The Coen brothers misanthropic little black comedy is a movie that states, in no uncertain terms, that we are all idiots. The lone smart person in the Coen’s movie is a CIA agent played by John Malkovich, who is tired of the idiocy he sees all around him, and has become an alcoholic, leading to him being fired from his job (in the film’s hilarious opening scene). He then sets about writing his memoirs, which somehow falls into the hands of two clueless gym employees (Frances McDormand and Brad Pitt), who think they have some top secret shit, and decide to sell it to the Russians, so McDormand can get all the plastic surgeries she wants. Somehow a Treasury agent (George Clooney) becomes involved, and is spooked that people seem to be following him. Everyone in the movie is an idiot – no one more so than Pitt who is hilariously clueless – even the CIA bosses (brilliantly played by David Rasche and JK Simmons) who even at the end of the movie have no clue what happened (“I just wish I knew what the fuck we did?”). It’s not hard to figure out why the government is so clueless, when this is their intelligence community.

8. Bulworth (Warren Beatty, 1998)
Warren Beatty plays the title character in this wickedly funny satire about a Senator who is tired of playing the regular political games. Fed up with his life, he hires a hit man to kill him, and then goes out and starts telling people what is exactly on his mind- which essentially consists of him insulting people. In the film’s best scene, he tells a group of African Americans that no one in Washington is ever going to listen to them, until they put down the chicken wings, and get behind something other than a running back who stabs his wife. But when Bulworth, who had been losing in the polls because his old fashioned liberalism was outdated, starts to speak his mind, he becomes a media sensation, and the public start to love him again. Bulworth is an extremely cynical look at politics, one that says all politicians are liars who do not really care about anything except being elected and will take money and sell themselves to the highest bidder. It is also one of the best performances of Beatty’s career, as well as one of his best films as a director.

7. Ninotchka (Ernst Lubistch, 1939)
Three Russian men come to Paris in order to sell the jewelry confiscated in the Revolution of 1917, in order to fund their Communist Empire. They are met in Paris by Melvyn Douglas, who takes them around town, and shows them the joy of capitalism and freedom. Worried, Russia sends another diplomat, Ninotchka (Greta Garbo) to complete the sale and bring home the three men. When Ninotchka arrives, she is all business – stern and strict. She steps off the train in Paris and updates her countrymen with the wonderful quote “The last mass trials were a success. There will be fewer, but better, Russians”. But Ninotchka too is slowly won over by Douglas, and seduced in the Western ways. Ninotchka was daring in its time – it was pretty much the first American film to deal with the Soviet Union in any real way, and does so by making fun of them for being bland, generic and dull. Ninotchka is also just about the funniest film ever directed by the master Ernst Lubitsch – and considering his track record, that is saying a lot.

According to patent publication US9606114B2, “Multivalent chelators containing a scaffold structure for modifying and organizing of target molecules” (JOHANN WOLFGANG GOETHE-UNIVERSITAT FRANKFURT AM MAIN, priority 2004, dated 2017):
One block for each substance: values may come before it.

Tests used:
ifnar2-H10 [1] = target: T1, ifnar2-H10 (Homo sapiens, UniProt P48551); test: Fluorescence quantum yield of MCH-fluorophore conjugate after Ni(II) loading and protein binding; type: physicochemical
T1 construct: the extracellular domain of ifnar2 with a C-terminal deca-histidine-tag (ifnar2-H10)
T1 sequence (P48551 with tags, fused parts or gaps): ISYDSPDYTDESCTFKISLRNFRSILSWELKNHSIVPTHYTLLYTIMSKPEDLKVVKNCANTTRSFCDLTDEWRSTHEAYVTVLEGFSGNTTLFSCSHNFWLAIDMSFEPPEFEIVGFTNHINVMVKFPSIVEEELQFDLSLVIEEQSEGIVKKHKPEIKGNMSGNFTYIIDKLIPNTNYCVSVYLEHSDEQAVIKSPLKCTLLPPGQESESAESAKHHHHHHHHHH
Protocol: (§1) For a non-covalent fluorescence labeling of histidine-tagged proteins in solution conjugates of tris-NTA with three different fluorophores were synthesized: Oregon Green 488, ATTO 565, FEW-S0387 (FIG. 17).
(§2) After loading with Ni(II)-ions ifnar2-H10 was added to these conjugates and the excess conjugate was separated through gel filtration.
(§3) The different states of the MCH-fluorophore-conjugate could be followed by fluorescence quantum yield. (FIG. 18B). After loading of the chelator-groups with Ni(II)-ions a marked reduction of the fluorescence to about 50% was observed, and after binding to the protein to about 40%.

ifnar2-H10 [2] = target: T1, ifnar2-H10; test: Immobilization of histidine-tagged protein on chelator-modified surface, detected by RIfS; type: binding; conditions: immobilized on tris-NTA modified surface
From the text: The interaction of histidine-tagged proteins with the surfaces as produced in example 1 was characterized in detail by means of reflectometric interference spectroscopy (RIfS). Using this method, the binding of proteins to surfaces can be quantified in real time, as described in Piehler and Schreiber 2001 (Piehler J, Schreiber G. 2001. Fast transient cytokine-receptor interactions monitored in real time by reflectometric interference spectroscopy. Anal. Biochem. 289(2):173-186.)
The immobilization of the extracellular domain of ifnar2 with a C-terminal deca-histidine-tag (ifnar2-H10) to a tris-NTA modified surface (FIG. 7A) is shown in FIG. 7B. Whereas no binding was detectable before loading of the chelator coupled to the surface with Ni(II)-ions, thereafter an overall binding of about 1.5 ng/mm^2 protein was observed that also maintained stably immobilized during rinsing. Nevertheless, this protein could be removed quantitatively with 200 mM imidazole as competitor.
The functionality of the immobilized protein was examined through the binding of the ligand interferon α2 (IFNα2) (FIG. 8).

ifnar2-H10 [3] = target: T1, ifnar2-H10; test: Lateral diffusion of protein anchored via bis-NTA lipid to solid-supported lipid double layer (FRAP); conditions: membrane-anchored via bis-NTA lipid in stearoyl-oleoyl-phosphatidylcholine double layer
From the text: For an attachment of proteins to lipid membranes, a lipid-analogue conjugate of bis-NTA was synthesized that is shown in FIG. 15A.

6. Wag the Dog (Barry Levinson, 1997)
What do you do if you are the President of the United States running for re-election and suddenly you become embroiled in a sex scandal? You go to your political fixer Conrad Breen (Robert DeNiro) to get a distraction for you. Breen goes to Hollywood producer Stanley Mottss (Dustin Hoffman) and asks him to produce a war for him. All they need is some images that look real to put on the TV and distract the public. The country they are going to attack? Albania. Why? Because no one knows anything about Albania, so it’s easy to make them into bad guys. In Wag the Dog, there is no difference between Hollywood and Washington – both are empty, superficial towns that depend on buzz to survive. The film is hilarious, especially Hoffman’s wonderful performance as the producer who keeps yelling “This is nothing”, every time another catastrophe derails their plans temporarily.

5. The Great Dictator (Charles Chaplin, 1940)